• Good points, Erma. Being in constant contact with those who are victims of pastoral sexual abuse, I can confirm that they are not being cared for, but are instead, shunned, ignored, and blamed. Eternal lives are at risk and the damage is extremely extensive. If you research help for pastors who abuse their power (misinterpreted as ‘affairs’), there are several sites. But try looking for a ministry for the victim or ‘other woman’ as is often termed. There are very few. I sent over 100 letters to churches in my area asking them to meet with me so I can share my story. They do not reply back to me. It is very discouraging and disheartening. I cannot stop fighting though because I hear from other survivors on a daily basis struggling to make it through the pain. A friend of mine sent a DVD of her story to the churches in her area. She attempted to end her life. She was also ignored. It is devastating. After abuse, support is vital. Being shunned only adds to the pain. I am so passionate about this because the pain is so great. Being led into a relationship with my pastor was more painful than being kidnapped and sexually abused as a child. He used my pain to pursue me and I would never had been that easily led if I wasn’t abused as a child. Pastors are seeking the wounded and vulnerable because they are easy prey. It is traumatic. Thankfully, all is not lost, only because God is fully able and willing to bring healing. That doesn’t take away the greatest pain all of us have endured.
      I hope people realize that the majority of women involved with clergy never set out to have a relationship with them and many, if not most, were not even attracted to their spiritual leaders. The emotional bond was formed first, at the leaders prompting. It’s such a messy, confusing time. There are too many dynamics to discuss here.
      But, thank you for thinking about the victims.

      • Mary Jo, Churches don’t want to address negative issues. They read books like The Sticky Church and realize love bombing is the key to growth. Refusing to even acknowledge what you are saying relays the message that unless members are there to smile, praise the leadership and offer unlimited support to the church, they need to go elsewhere.

        I think your efforts and that of the DVD lady would be better spent writing the legislators in your state and all adjoining states. Offer to testify before the House and Senate, then start speaking at local precinct meetings, rotary clubs, etc. The laws need to be changed to recognize sexual relations between a pastor and a church member they are counseling or ministering to, as a felony. Some states, like Texas, already have this. You certainly have both the passion and the compelling story to get this done.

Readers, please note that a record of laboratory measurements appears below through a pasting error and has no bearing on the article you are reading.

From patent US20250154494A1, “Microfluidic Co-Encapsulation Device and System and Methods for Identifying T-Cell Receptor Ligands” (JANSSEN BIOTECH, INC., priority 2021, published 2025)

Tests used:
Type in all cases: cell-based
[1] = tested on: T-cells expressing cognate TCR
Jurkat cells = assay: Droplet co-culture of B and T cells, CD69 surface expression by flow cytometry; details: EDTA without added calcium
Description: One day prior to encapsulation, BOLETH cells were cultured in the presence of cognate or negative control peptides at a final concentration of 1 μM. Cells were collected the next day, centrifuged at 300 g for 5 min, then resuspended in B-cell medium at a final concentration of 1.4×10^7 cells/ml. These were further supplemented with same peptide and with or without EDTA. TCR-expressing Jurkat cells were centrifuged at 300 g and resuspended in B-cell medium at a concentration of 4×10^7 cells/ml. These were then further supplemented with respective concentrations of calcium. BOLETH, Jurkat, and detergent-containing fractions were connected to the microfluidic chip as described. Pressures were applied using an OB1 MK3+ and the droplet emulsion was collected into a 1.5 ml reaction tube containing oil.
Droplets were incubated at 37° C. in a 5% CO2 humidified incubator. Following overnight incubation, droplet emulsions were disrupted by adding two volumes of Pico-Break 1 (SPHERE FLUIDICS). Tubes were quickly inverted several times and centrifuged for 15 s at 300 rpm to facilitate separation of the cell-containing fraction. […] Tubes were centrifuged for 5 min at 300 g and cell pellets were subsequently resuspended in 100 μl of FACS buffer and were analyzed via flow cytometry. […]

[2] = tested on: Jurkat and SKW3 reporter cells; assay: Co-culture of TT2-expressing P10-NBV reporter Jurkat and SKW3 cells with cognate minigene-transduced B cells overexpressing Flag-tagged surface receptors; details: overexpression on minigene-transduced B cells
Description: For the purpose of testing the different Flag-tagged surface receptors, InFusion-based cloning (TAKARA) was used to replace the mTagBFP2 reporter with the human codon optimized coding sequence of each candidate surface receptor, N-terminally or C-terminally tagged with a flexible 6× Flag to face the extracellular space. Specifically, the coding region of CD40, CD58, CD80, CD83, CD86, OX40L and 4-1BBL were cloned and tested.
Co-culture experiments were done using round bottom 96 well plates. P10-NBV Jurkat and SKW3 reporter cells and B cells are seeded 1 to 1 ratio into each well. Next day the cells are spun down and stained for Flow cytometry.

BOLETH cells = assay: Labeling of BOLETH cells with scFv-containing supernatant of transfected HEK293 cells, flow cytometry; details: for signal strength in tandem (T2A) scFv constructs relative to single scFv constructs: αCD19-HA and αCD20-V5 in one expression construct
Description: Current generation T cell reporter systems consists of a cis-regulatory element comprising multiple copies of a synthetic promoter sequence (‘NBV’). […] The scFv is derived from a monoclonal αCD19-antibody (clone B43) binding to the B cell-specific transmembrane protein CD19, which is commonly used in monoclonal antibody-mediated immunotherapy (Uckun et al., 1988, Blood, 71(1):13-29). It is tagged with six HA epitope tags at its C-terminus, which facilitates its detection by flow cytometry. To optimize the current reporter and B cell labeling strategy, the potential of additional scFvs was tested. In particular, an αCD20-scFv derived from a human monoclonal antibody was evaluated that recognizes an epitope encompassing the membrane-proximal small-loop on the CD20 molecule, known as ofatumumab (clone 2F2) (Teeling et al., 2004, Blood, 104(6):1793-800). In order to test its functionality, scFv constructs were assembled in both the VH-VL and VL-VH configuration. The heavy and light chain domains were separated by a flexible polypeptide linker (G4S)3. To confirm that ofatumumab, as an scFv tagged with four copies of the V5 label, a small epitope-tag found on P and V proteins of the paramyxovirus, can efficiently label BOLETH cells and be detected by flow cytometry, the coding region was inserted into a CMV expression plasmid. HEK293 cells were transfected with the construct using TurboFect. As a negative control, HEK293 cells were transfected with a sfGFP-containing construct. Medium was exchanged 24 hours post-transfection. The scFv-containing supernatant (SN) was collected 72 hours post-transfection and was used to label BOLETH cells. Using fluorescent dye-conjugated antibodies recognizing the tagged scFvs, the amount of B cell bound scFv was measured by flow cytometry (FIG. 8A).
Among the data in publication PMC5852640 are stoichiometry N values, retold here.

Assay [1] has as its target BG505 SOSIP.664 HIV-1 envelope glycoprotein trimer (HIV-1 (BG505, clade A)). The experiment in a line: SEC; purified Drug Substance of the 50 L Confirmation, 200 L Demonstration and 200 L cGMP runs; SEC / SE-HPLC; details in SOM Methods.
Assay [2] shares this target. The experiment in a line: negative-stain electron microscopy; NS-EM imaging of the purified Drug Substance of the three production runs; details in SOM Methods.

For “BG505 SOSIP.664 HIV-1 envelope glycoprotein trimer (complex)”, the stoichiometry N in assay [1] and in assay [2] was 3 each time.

These days churches are run as businesses (which they legally are). They have too many lawyers and crisis management consultants that will block your message, lest any sheep get the idea that they are victims, ergo potentially entitled to compensation. Better to stick their fingers in their ears and close their eyes.

        Making the type of clerical sexual abuse that you experienced, a class two felony, is how you can best affect positive and necessary change in the U.S. Right now the main penalty for such abuse is a cushy severance and some counseling, often at a gorgeous, resort style rehab center. What other industry pays several months of severance to those terminated for gross violation of their employment agreements? That’s not much of a deterrent in such a fertile hunting ground. I hope you consider doing this. Best wishes and thank you for your bravery. You speak for many that haven’t had the 30 years of processing time yet to speak up.

      • Serving Kids in Japan says on

        Hear, hear!

      • Blanche Quizno says on

        That’s great advice, Jen. If the “body of Christ” is so diseased that its members will not listen to the voice of one who stands to help, then society must step in and provide the means for protecting the vulnerable from the predators.

        Shame churches don’t seem to have much interest in doing this for themselves…

      • They really can’t. A lot of right-wing churches have this narrative of how relationships should work and how their church should function, and that narrative sits on top of reality–in effect becoming a blocker to stop people from seeing that reality. Anything that happens in that group that doesn’t fit with the narrative they’ve got going is simply blocked away. Ignored.